Internet-in-a-Box: Emulating Datacenter Network Architectures Using FPGAs
Source: Stanford University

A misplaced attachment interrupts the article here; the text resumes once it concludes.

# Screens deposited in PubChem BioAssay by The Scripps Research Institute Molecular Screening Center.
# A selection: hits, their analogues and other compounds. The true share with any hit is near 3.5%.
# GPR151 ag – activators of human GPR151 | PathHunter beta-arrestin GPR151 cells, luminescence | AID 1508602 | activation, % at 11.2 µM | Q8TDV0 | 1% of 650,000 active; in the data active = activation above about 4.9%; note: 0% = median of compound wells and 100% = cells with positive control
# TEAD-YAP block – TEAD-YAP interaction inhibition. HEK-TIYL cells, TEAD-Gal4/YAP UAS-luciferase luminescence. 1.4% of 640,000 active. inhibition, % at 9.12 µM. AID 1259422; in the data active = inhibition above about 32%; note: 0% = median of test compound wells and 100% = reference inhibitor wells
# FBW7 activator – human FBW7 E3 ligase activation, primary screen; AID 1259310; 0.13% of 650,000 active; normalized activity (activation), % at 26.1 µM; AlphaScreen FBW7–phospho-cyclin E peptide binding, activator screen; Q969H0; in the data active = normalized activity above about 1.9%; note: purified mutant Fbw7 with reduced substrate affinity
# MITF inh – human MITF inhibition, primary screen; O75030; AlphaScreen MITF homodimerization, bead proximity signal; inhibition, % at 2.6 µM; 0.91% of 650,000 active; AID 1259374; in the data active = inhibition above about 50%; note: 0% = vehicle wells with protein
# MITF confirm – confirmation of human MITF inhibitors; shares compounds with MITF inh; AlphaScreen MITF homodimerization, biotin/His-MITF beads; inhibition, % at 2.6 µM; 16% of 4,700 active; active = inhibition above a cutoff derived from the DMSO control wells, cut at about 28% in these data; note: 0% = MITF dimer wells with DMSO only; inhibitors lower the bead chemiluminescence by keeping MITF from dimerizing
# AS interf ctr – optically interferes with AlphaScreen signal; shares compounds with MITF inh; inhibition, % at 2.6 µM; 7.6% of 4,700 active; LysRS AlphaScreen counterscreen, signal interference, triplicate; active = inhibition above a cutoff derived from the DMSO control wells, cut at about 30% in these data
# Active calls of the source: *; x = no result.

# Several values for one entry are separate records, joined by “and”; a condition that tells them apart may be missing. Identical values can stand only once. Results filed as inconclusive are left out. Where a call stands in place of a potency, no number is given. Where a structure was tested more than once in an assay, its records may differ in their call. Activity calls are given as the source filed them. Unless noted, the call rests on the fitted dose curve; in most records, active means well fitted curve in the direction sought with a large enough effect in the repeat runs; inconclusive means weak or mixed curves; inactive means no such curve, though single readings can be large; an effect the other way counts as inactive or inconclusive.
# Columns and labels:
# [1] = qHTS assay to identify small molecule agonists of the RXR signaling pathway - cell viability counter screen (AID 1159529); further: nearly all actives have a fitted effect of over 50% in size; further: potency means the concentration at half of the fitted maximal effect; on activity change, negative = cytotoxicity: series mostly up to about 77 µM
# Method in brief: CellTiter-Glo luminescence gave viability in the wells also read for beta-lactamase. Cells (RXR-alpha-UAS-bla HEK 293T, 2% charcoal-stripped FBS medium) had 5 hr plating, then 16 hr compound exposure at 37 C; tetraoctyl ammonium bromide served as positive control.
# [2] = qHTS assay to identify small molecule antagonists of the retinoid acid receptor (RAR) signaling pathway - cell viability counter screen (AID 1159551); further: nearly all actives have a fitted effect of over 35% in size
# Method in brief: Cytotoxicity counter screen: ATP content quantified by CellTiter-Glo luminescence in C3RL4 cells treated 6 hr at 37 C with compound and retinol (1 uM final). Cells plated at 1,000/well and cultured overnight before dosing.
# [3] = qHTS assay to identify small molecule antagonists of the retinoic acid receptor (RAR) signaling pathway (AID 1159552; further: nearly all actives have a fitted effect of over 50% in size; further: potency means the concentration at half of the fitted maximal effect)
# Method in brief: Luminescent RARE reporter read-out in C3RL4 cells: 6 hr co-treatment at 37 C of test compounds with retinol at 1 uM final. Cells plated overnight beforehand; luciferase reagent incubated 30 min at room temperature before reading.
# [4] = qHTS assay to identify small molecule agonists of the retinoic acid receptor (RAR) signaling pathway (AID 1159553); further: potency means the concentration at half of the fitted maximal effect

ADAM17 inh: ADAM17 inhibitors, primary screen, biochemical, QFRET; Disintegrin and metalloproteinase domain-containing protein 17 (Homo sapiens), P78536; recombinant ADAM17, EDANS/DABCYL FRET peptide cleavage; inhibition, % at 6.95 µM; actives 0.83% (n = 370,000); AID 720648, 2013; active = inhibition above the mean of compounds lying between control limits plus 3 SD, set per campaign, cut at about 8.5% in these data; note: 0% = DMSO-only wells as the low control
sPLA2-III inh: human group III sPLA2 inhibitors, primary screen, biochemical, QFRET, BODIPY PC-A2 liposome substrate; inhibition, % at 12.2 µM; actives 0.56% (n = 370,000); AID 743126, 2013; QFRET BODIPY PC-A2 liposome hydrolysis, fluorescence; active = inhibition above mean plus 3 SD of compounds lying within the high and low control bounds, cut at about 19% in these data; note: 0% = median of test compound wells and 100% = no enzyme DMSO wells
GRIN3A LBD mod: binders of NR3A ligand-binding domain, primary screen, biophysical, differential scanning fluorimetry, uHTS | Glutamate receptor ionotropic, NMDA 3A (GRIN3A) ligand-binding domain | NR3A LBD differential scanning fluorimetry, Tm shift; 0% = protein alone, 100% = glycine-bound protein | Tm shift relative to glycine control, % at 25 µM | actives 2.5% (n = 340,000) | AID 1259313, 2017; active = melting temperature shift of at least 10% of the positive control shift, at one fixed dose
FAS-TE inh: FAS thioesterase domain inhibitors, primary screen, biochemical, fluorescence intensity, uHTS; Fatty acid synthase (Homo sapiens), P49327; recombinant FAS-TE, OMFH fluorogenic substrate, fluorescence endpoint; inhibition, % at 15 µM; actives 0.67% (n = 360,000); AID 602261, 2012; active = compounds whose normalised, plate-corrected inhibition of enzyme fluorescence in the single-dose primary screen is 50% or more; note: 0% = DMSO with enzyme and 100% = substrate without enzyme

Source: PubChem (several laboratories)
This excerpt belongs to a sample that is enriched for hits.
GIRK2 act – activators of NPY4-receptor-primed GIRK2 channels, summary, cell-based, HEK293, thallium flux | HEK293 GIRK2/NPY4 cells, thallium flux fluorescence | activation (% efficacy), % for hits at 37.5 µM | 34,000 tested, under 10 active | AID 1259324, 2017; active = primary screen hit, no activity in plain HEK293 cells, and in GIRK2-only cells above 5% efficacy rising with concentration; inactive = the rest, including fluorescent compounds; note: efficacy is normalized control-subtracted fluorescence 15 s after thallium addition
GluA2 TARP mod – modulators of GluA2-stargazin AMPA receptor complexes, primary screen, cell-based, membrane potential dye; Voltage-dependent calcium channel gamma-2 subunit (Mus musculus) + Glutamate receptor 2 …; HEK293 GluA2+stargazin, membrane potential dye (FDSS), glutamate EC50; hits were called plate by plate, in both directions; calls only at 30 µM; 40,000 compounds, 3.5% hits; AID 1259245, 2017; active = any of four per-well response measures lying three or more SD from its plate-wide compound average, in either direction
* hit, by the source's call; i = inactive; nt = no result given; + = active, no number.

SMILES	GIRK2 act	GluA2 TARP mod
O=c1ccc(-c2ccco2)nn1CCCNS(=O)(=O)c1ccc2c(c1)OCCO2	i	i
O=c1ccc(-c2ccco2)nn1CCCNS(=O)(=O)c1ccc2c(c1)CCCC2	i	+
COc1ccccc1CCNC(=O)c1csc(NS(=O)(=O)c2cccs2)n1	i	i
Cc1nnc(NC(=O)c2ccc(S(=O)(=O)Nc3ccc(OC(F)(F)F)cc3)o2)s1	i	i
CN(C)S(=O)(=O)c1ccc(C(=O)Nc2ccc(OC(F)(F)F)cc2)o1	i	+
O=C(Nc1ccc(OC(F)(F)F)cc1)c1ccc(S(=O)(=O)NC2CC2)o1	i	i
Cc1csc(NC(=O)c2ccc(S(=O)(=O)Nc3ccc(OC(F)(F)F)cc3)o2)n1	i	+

The Internet-in-a-Box datacenter network emulator is an FPGA-based tool for researchers to rapidly experiment with O (10,000) node datacenter network architectures. The basic approach to emulation involves constructing a model of the target architecture by composing simplified hardware models of key datacenter building blocks, including switches, routers, links, and servers. Since models in a system are implemented in programmable hardware, designers have full control over emulated buffer sizes, line rates, topologies, and many other network properties. Full system control also gives researchers a significant degree of system visibility. Additionally, because the node model emulates servers using a full SPARC v8 ISA compatible processor, each node in the network is capable of running real applications. This allows researchers to study a network under complex real-world workloads at a scale that matches that of a large datacenter today. Moreover, because the system is a private testbed, experiments can be deterministic and therefore reproduced by other researchers. Lastly, the system is cost effective for designers, and the paper shows that using FPGA technology on the market today a network of 256-nodes can be emulated for about $2,000. Thus the relative cost of ownership for such a system compared to a 256-node cluster makes this platform attractive for researchers. The paper demonstrates that Internet-in-a-Box will be a powerful CAD tool for exploring datacenter networking architectures in the future.